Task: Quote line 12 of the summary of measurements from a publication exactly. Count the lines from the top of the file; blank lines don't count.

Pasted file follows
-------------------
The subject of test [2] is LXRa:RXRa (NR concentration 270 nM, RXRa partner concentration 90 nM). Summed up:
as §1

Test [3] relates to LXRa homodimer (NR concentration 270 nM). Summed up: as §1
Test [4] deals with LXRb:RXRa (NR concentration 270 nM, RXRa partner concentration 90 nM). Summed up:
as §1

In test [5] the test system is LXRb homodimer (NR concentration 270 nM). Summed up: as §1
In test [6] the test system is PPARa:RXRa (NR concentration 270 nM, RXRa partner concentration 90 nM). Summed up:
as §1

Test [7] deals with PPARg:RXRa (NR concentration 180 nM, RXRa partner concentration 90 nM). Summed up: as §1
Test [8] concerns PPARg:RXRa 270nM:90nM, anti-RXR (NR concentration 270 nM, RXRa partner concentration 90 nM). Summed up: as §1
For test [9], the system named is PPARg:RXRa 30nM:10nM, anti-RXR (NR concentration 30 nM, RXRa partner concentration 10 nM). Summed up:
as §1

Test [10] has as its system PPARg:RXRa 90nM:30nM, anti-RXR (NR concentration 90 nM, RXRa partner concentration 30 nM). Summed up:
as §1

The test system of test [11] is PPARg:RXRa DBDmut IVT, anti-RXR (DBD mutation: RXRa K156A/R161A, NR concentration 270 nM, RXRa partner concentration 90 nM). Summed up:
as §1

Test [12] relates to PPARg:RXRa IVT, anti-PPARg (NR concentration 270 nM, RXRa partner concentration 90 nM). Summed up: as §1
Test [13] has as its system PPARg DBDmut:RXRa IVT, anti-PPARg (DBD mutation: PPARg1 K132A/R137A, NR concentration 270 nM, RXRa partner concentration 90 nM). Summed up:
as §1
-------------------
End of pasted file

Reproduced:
as §1